Develop Conference: Complicated payment system drove players away from Kung Fu project
Launching his motion control-focused Kung Fu action game on Kickstarter UK the day the service went live was a major part of why the project failed to achieve its crowdfunding goal, the game’s creator has said.
Kostas Zarifis founder of Kinesthetic Games has criticised the service for its poor payment interface that greeted potential UK backers when the service first launched in November 2012.
“Launching on Kickstarter UK day one was a bad idea,” he told the audience at the Develop Conference today.
The conversion of currencies and a prolonged payment system meant that users were far less likely to pledge their support, and added that his studio would have avoided those problems if it had waited.
Kung Fu Superstar, a motion control fighting game originally intended for Kinect, he received lots of press attention with the launch of an early concept video, which Zarifis made in collaboration with his team and help from around the world.
However, Zarifis went on to say that he had overestimated the community and press engagement with the game. Interest in the title dried up and the project end with only half the money it need to reach its funding goal, which meant that the developers didn’t see a penny.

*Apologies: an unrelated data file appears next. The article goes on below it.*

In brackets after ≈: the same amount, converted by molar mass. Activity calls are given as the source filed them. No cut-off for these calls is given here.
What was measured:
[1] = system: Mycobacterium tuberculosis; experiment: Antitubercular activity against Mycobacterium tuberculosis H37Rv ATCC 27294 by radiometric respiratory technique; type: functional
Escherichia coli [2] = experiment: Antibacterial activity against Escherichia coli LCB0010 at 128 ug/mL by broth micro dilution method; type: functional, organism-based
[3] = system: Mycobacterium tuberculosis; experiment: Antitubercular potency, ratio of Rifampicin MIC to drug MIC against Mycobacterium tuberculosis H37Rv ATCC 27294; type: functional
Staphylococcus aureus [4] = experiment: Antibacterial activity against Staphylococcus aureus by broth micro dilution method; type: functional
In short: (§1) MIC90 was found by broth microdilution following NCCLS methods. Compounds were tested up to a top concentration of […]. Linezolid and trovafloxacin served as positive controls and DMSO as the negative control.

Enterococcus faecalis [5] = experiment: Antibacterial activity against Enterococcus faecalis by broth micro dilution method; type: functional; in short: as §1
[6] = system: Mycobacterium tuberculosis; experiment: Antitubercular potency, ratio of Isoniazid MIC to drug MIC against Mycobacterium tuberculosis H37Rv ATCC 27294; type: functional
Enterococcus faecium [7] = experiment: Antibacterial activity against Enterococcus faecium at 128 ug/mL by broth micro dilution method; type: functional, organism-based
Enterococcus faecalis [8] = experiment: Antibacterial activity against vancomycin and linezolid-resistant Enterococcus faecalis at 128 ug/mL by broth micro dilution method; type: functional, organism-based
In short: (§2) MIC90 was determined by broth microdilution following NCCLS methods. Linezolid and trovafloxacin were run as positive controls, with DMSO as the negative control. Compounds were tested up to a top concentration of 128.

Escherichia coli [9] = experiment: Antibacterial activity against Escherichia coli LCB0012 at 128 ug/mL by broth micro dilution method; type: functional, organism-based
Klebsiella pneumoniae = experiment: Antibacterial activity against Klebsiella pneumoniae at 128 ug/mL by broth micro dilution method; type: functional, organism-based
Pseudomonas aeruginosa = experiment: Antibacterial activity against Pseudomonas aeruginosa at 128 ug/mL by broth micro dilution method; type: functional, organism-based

“Turns out that a ‘Like’ is not the same as pledging,” he said.
He went on to added that the tier packages they had created for what was already a “niche market” title confused users. The game was intended to be an open platform title to keep it on budget, with the promise of a console version down the line that users could reserve.
Zarifis said the offering was confusing for most people, which again resulted in a lack of pledges.
Zarifis persisted with his project despite the crowdfunding failure and has now been signed to do two projects.
“I don’t think there any scenario where you work on something, and if you truly believe in it, where it doesn’t pay off in the end.”